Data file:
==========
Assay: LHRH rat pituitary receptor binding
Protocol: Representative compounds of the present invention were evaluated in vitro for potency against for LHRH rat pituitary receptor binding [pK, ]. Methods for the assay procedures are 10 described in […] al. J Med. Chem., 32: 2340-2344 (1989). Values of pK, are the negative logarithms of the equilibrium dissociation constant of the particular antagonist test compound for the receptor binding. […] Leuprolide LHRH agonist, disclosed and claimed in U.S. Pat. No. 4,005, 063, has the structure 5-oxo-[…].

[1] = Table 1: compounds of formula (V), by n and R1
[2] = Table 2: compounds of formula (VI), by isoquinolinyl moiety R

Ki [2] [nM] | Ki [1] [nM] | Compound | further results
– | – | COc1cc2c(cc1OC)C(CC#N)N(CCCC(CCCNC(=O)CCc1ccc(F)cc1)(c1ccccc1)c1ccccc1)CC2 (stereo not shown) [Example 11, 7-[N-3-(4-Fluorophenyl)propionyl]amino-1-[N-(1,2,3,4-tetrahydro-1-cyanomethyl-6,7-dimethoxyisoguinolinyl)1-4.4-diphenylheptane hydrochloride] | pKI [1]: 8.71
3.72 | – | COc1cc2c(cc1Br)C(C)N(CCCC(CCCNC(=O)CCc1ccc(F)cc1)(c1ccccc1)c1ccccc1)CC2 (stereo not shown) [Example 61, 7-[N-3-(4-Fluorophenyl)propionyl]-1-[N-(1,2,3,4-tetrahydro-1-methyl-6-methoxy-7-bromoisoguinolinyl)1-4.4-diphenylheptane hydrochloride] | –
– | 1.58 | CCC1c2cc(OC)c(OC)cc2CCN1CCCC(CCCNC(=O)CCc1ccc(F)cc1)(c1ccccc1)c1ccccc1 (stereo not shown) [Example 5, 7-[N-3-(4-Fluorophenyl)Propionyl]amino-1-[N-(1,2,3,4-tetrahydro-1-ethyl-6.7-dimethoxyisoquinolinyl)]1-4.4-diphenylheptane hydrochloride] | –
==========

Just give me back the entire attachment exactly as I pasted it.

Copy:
Assay: LHRH rat pituitary receptor binding
Protocol: Representative compounds of the present invention were evaluated in vitro for potency against for LHRH rat pituitary receptor binding [pK, ]. Methods for the assay procedures are 10 described in […] al. J Med. Chem., 32: 2340-2344 (1989). Values of pK, are the negative logarithms of the equilibrium dissociation constant of the particular antagonist test compound for the receptor binding. […] Leuprolide LHRH agonist, disclosed and claimed in U.S. Pat. No. 4,005, 063, has the structure 5-oxo-[…].

[1] = Table 1: compounds of formula (V), by n and R1
[2] = Table 2: compounds of formula (VI), by isoquinolinyl moiety R

Ki [2] [nM] | Ki [1] [nM] | Compound | further results
– | – | COc1cc2c(cc1OC)C(CC#N)N(CCCC(CCCNC(=O)CCc1ccc(F)cc1)(c1ccccc1)c1ccccc1)CC2 (stereo not shown) [Example 11, 7-[N-3-(4-Fluorophenyl)propionyl]amino-1-[N-(1,2,3,4-tetrahydro-1-cyanomethyl-6,7-dimethoxyisoguinolinyl)1-4.4-diphenylheptane hydrochloride] | pKI [1]: 8.71
3.72 | – | COc1cc2c(cc1Br)C(C)N(CCCC(CCCNC(=O)CCc1ccc(F)cc1)(c1ccccc1)c1ccccc1)CC2 (stereo not shown) [Example 61, 7-[N-3-(4-Fluorophenyl)propionyl]-1-[N-(1,2,3,4-tetrahydro-1-methyl-6-methoxy-7-bromoisoguinolinyl)1-4.4-diphenylheptane hydrochloride] | –
– | 1.58 | CCC1c2cc(OC)c(OC)cc2CCN1CCCC(CCCNC(=O)CCc1ccc(F)cc1)(c1ccccc1)c1ccccc1 (stereo not shown) [Example 5, 7-[N-3-(4-Fluorophenyl)Propionyl]amino-1-[N-(1,2,3,4-tetrahydro-1-ethyl-6.7-dimethoxyisoquinolinyl)]1-4.4-diphenylheptane hydrochloride] | –